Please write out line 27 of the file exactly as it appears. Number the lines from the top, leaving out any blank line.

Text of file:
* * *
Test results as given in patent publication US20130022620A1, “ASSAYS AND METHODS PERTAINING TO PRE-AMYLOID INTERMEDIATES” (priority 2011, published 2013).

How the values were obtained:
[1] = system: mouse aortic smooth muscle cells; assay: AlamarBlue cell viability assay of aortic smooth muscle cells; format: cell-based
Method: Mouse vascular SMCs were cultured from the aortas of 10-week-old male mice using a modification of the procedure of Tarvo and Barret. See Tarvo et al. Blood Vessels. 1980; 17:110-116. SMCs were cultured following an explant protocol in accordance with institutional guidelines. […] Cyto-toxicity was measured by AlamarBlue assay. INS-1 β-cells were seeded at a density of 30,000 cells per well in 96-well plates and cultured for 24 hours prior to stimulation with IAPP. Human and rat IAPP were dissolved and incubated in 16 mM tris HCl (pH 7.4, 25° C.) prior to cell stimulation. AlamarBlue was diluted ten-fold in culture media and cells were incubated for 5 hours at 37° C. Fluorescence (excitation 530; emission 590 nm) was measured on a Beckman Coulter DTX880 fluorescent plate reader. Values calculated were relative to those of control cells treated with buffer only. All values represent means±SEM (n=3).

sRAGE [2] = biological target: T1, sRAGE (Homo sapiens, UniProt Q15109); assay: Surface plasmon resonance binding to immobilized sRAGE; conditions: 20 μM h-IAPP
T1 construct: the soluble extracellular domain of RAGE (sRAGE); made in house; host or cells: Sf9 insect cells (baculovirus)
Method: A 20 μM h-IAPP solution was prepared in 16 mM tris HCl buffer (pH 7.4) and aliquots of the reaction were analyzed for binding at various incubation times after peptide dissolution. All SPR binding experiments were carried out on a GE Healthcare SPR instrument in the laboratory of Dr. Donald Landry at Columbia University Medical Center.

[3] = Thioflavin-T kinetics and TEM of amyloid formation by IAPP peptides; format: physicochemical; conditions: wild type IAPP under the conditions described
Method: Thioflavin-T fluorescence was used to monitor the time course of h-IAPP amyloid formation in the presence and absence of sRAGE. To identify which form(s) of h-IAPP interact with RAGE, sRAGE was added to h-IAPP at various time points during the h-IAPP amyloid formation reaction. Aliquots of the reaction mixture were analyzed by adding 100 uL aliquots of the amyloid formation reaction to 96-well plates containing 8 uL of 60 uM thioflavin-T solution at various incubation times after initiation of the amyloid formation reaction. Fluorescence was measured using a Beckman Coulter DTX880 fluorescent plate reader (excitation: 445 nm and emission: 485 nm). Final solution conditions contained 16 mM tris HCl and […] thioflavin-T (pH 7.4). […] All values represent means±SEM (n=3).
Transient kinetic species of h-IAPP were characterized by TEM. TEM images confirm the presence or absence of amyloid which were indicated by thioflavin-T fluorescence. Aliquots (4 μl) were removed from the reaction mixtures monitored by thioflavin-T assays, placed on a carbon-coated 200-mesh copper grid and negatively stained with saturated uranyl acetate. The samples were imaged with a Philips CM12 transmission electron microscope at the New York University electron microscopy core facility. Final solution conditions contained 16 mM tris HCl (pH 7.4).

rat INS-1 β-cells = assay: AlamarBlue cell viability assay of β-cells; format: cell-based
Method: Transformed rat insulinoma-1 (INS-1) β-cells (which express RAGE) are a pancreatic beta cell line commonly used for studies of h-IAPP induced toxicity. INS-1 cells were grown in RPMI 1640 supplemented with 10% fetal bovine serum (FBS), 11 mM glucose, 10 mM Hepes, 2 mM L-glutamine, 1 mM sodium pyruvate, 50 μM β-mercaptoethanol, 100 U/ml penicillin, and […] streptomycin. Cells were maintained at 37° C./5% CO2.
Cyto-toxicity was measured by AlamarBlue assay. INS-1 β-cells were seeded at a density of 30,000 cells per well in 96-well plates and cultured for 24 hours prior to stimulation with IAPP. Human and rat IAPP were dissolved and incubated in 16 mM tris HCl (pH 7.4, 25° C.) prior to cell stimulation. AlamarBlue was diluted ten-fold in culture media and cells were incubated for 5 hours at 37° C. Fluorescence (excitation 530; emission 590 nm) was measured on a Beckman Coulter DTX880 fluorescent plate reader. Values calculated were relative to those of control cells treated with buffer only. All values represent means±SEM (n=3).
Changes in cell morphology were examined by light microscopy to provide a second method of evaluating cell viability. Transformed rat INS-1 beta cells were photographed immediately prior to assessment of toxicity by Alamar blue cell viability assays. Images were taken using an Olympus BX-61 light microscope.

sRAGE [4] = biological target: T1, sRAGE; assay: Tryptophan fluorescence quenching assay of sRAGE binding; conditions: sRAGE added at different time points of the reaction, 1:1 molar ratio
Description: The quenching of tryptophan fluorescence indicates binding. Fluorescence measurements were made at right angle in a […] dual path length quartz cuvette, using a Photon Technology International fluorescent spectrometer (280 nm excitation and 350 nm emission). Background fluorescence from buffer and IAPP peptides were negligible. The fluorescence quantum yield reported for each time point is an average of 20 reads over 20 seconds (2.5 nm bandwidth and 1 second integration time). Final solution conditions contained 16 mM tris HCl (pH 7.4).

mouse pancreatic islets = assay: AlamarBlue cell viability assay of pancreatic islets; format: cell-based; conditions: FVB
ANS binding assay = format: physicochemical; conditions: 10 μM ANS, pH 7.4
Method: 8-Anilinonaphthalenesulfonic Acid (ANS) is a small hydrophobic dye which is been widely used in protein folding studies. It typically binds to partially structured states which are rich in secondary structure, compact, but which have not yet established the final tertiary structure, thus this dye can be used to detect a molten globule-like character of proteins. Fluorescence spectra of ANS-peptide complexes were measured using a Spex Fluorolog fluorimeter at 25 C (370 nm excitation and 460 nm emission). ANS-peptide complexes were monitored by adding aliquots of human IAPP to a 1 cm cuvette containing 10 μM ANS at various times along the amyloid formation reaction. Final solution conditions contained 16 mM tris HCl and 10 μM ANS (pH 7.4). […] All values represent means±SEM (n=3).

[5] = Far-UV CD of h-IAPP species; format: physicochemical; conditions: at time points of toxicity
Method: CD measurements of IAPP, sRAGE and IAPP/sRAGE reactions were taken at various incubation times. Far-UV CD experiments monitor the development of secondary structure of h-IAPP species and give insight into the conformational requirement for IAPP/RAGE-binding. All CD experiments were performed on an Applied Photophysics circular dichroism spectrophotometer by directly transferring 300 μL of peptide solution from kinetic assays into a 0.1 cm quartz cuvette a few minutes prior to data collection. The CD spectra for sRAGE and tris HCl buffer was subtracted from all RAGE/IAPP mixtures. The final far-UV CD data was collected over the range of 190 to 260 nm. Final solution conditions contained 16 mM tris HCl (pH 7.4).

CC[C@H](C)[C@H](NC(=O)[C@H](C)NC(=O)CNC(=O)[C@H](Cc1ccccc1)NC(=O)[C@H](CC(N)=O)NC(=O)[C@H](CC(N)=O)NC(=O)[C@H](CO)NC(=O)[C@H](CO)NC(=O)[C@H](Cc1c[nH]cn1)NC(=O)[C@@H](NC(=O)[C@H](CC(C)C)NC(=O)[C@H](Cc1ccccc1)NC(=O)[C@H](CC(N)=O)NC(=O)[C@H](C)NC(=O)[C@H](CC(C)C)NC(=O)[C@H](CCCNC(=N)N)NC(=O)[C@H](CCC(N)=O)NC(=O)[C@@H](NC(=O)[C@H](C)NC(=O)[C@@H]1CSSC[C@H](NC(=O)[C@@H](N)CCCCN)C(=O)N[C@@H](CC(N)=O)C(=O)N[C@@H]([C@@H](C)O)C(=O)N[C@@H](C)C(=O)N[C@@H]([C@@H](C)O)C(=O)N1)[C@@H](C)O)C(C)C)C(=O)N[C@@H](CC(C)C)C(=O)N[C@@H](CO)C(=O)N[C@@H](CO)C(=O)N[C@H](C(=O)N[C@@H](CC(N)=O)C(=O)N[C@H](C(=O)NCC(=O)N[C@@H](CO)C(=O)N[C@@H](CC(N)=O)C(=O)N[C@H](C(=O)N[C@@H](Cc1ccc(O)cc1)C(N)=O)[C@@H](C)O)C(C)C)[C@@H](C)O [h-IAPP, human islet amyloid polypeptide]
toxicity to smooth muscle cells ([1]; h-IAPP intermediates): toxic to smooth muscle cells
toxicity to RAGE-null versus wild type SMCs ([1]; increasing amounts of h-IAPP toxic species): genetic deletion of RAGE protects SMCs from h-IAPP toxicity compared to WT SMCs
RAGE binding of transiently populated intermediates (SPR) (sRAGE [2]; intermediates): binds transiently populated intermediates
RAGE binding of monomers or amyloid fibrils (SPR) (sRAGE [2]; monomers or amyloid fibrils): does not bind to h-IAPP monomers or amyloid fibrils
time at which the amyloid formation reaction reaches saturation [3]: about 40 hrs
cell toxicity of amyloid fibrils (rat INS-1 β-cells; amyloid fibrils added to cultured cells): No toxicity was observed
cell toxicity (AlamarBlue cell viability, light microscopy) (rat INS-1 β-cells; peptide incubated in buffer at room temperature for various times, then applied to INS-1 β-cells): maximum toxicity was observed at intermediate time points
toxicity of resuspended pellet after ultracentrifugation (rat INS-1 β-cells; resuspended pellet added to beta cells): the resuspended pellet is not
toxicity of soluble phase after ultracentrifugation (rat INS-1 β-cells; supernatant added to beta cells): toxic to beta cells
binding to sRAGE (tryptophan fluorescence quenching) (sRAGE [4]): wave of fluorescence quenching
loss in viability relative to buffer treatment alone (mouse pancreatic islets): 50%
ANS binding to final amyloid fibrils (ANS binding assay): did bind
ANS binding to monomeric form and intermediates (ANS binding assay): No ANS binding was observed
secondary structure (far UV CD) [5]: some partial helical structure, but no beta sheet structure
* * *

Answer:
time at which the amyloid formation reaction reaches saturation [3]: about 40 hrs